BERKELEY'S NEWS • OCTOBER 01, 2022

ASUC executives reflect on past year's accomplishments

article image

DEREK REMSBURG AND MICHAEL TAO | FILE

SUPPORT OUR NONPROFIT NEWSROOM

We're an independent student-run newspaper, and need your support to maintain our coverage.

|

Staff

MAY 11, 2014

As the newly elected ASUC executive officers prepare to enter their positions, the five outgoing officers reflected on their terms and found they did not approach their positions entirely in the way they outlined in their campaign platforms.

The makeup of the 2013-14 ASUC executive officers included three CalSERVE officers, one Student Action officer and one Independent officer, which reflected a comeback for CalSERVE, a party that had not held a majority of executive seats since the 2008-09 academic year.

In addition to learning to work across party lines, the outgoing officers were met with challenges such as the creation of a student district during the Berkeley City Council’s redistricting process and the controversial appointment of Janet Napolitano as UC President.

Although some of their platform goals proved to be unfeasible, the five executive officers reflected on the projects they were able to attain and secure for next year’s student body.

Deejay Pepito
ASUC President Deejay Pepito ran with CalSERVE on a platform of improving campus safety, forging connections between universities and increasing the accessibility of campus administrators.

In an effort to address the issue of sexual assault on campus, Pepito formed the Office of the President’s sexual assault task force, bringing together student leaders to organize around sexual assault prevention. The task force helped drive discussion surrounding the importance of consent, particularly through the Cal Consent Campaign poster series.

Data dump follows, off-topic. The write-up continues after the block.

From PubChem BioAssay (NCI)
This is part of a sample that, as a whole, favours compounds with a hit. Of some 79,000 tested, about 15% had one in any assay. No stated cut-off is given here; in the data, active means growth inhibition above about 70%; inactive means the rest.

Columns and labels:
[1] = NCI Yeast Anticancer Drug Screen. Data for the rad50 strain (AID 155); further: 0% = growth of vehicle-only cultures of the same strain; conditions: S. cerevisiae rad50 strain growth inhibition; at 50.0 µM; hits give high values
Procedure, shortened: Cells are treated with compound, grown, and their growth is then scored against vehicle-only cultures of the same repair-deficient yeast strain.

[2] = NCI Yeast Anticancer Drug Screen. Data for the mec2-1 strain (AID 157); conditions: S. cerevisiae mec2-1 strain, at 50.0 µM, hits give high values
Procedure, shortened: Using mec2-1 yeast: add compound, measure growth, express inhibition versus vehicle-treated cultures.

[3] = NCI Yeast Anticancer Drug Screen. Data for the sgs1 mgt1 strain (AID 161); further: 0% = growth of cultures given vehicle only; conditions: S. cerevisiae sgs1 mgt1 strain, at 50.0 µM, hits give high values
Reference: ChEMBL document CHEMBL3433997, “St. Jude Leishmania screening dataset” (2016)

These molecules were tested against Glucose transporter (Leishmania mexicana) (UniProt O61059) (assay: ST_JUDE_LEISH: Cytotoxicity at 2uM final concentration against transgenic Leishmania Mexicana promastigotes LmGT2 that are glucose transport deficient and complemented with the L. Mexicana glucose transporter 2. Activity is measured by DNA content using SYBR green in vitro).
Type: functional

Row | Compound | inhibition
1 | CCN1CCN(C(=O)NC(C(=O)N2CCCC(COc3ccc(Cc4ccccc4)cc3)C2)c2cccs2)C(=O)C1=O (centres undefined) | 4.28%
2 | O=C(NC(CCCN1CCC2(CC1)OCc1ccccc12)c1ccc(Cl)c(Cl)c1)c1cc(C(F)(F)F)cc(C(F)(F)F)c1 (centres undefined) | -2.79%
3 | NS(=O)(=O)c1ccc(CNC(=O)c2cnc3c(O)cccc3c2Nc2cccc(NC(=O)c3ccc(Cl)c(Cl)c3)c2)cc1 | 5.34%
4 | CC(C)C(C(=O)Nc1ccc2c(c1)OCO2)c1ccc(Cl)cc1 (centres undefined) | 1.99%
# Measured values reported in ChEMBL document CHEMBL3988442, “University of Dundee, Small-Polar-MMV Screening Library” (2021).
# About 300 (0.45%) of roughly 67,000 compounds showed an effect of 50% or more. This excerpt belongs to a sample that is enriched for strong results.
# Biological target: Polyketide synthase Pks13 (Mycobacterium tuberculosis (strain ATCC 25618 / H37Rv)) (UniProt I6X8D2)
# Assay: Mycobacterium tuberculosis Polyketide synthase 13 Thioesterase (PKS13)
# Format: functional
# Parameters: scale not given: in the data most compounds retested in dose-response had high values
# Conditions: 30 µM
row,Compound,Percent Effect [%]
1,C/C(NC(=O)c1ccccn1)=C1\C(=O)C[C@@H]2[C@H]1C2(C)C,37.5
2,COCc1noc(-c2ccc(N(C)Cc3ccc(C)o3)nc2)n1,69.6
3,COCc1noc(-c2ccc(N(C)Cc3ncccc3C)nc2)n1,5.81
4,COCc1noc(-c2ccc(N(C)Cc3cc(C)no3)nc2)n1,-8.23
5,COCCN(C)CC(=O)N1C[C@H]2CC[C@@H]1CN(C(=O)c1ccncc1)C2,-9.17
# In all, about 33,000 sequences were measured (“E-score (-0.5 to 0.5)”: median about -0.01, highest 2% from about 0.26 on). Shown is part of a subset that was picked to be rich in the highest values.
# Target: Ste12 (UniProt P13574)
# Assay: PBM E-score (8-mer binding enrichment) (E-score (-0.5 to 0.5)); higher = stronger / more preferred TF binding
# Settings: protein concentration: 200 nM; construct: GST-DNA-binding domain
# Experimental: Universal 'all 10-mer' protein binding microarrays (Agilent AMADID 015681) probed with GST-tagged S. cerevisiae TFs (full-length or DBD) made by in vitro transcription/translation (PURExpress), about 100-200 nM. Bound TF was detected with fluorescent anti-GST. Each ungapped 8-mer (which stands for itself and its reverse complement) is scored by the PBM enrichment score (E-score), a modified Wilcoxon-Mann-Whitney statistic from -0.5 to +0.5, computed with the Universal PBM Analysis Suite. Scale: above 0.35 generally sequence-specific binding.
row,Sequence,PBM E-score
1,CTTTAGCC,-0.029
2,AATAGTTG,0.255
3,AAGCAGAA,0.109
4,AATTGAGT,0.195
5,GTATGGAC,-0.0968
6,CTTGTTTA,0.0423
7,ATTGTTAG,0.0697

As part of her platform to improve campus safety, Pepito also planned to establish a Chancellor’s advisory committee on women’s issues to address increases in sexual violence and other crimes on campus. Although Pepito has already begun work on this project with campus administrators, she could not disclose details because it has not yet been announced.

During her campaign, Pepito planned to strengthen connections among UC Berkeley and other public schools through the creation of an annual summit of student leaders from UC and CSU campuses.

“My office definitely took on the task of beginning to plan a conference, but we realized we lacked the resources, and it was unfeasible to stay true to our values for the vision of the conference,” Pepito said.

During her term, Pepito arranged for Chancellor Nicholas Dirks to hold a “State of the University” address each semester at ASUC Senate meetings in an effort to increase the accountability of campus administrators.

“There was a lot of my job this year that I wasn’t expecting — it was a lot of bridge building and crisis management,” Pepito said. “The personal toll that being ASUC President takes on you has been one of the biggest challenges I’ve had to overcome.”

Pepito said the highlight of her term was partnering with the Multicultural Community Center after securing $50,000 of funding to hold the Night of Cultural Resistance, an event on Memorial Glade that featured performances and sought to foster community on campus.

“That night was literally what I envisioned and imagined it to be from the beginning of my term,” Pepito said.

Nolan Pack
ASUC Executive Vice President Nolan Pack also ran with CalSERVE on a platform of overseeing the redevelopment of Lower Sproul, improving the transparency of the ASUC and promoting energy efficiency on campus.